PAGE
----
No one wakes up on a Tuesday and says, “I think I’ll wreck my whole life, throw away my ministry and destroy my marriage.”  We all take small steps toward the big, dumb decisions we make. And along the way, we justify the things we’re doing with the craziest excuses and lies.

Like Aaron telling Moses that he just threw gold in a fire and a calf magically popped out, we’ll create wild lies. We’ll say, “Oh that, that’s just what guys do!” Or, “That’s not an emotional affair, I just have a flirty personality. That’s nothing.”

We’ll pile lie upon lie until eventually the whole stack topples over. Scandals should never really surprise us. There’s a veritable ginger bread trail of lies the whole time. Seek truth and celebrate truth and don’t for a second accept that golden calves magically appear.

I don’t know what will happen with the latest scandal. I don’t know that minister. I don’t know that church. But I do know we’ll keep having scandals if we keep creating environments where people can’t be honest and we act like our pastors are perfect.

The opinions expressed in this commentary are solely those of Jonathan Acuff.

- CNN Belief Blog

Filed under: Christianity • Opinion

soundoff (279 Responses)
  1. jeff

    ISIAIh 41 BRING forth your IDOLS did they PREACH to you see they can’t speak they can’t DO ANYTHING all they do is cause confusion. Jeremiah 10 they nail their IDOL down like a scarecrow it can’t move can't speak can’t move must be carried these are nothing but the WORK of CON men. spalms 115 and spalms 135 thier IDOLS are FALSE cant speak can't hear cant smell and those that make them shall become like them. john 10 jesus christ sais his sheep hear his voice and another voice thy will not follow and if another person tries to preach to them they WILL FLEE from him. jeremiah 5 the priests bear rule on their own authority what will you do when your judged my word is not inside them. Now here is the kicker john 5 son of man voice goes back in time mathew 16 jesus christ claims to be the son of man.‎1 cor2 mind of CHRIST preached internally and john 16 sais the spirit of truth comes in the future. Ezekiel 13 lying prophets of ISRAEL my word is not inside them saying god sais god sais god sais wrote hoping mankind would CONFIRM their WORDS. all of this is EASILY verifiable

    April 2, 2011 at 9:11 am |
  2. KC

    "we need to surround our pastors with people who love them enough to tell them things they don’t want to hear. To challenge them and embrace the Biblical model of iron sharpening iron." When I did that, I was run out of the church, blackballed, and slandered with false accusations. The minister wasn't willing to hear his shortcomings. I will note, however, that when the story got around, he was "requested to resign", which was long overdue.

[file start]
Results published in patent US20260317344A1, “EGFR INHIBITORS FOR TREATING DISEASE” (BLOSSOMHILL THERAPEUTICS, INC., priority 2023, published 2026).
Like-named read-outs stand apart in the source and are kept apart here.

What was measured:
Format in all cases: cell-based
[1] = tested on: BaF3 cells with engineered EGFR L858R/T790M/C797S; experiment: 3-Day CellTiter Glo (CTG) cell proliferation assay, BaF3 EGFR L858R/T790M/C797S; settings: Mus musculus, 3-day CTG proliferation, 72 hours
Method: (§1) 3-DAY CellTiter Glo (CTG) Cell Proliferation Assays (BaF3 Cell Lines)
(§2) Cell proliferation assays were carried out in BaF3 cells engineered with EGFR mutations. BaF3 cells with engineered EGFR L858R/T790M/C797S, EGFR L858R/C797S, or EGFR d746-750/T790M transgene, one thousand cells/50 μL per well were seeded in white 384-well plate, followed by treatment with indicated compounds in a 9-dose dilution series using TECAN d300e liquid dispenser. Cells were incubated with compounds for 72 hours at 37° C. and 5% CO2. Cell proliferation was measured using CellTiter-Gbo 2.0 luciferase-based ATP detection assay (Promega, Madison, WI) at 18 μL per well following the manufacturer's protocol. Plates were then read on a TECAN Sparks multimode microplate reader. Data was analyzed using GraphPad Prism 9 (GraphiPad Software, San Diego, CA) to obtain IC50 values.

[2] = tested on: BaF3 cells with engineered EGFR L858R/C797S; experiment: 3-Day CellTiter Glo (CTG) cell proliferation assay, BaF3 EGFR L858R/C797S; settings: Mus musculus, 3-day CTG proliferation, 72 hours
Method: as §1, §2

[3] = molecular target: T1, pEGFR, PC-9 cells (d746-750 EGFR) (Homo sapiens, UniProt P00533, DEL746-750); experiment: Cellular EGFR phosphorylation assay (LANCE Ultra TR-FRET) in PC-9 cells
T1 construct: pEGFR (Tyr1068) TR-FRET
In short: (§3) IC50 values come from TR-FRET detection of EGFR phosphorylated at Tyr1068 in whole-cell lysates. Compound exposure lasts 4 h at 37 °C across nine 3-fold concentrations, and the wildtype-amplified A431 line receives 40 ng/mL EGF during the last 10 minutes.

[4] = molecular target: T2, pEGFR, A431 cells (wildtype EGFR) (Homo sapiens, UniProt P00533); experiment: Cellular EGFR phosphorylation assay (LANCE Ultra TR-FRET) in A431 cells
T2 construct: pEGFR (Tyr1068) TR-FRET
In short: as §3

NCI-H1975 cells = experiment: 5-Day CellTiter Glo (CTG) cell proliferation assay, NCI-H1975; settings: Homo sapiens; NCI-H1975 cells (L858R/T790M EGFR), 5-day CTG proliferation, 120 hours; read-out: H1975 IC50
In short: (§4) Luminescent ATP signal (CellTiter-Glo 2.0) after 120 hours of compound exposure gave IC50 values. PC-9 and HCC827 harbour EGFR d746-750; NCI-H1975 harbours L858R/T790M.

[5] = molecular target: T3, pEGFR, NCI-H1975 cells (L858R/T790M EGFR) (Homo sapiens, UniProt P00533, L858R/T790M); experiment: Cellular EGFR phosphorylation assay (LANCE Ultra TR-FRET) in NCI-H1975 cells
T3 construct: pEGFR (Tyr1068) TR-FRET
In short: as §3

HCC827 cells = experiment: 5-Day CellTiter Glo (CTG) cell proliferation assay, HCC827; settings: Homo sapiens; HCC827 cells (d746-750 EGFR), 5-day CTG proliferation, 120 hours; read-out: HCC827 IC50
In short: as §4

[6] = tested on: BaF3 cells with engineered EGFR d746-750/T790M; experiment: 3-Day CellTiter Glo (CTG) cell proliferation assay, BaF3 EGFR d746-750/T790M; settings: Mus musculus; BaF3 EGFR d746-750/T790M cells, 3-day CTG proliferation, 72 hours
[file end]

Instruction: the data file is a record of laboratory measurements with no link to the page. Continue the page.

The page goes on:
November 13, 2010 at 1:36 pm |
  3. victor mena[father of alex]

    if the christians are allowing this then let them its ther fate dont let all these people who are complete strangers let the people decide what they can or cant do this statment that every body is posting you should not make there decision how would you like it if everyone controlled you for a change i would not like that because everybody has a choice to do what they want.

    November 8, 2010 at 11:17 pm |
  4. WWRRD

    Christian's are normal people just like everyone else. They are not infallible. People always throw the H word out at them, 'They are such hypocrits". However, this is the kind of point of the piece, fear of hypocrisy is why Christians tell these "lie's and half truths to each other. They are fallible, yet they believe so greatly in the standards that are set which are incredibly high, that when they fail they will lie about it and do everything to hide the truth because they know the judgement and the 'H" word is just around the corner. Not to mention that the guilt of not living up to God's wishes is torture enough. I believe the christian faith actively practiced makes us better people than we would have been had we not followed Gods word. It doesn't prevent us from being human. Luckily, God's grace and forgiveness is there for all to recieve, even if we aren't up to His standards. Because of His grace, we just need to keep trying our best to honor Him in all that we say and do.

    November 2, 2010 at 9:49 am |
    • victor mena[father of alex]

      why would you say that the christians cant do what they want?

      November 8, 2010 at 11:19 pm |
  5. koga

    There will be no scandal when religion is gone. Move away from the church; move away from the pastors. Hold yourself high and say to the world 'I Am Sufficient as I Am'. You don't need a god whether or not it exists. We no longer need the crutch of deities. They are the old way. They are dead. Only the ignorant and the violent continue to clasp religion as a goal.
    Free yourself.

    October 31, 2010 at 11:45 pm |
  6. girl

    hey jonathan – I think your article rocks 🙂

    October 30, 2010 at 7:20 pm |
  7. bobkiddy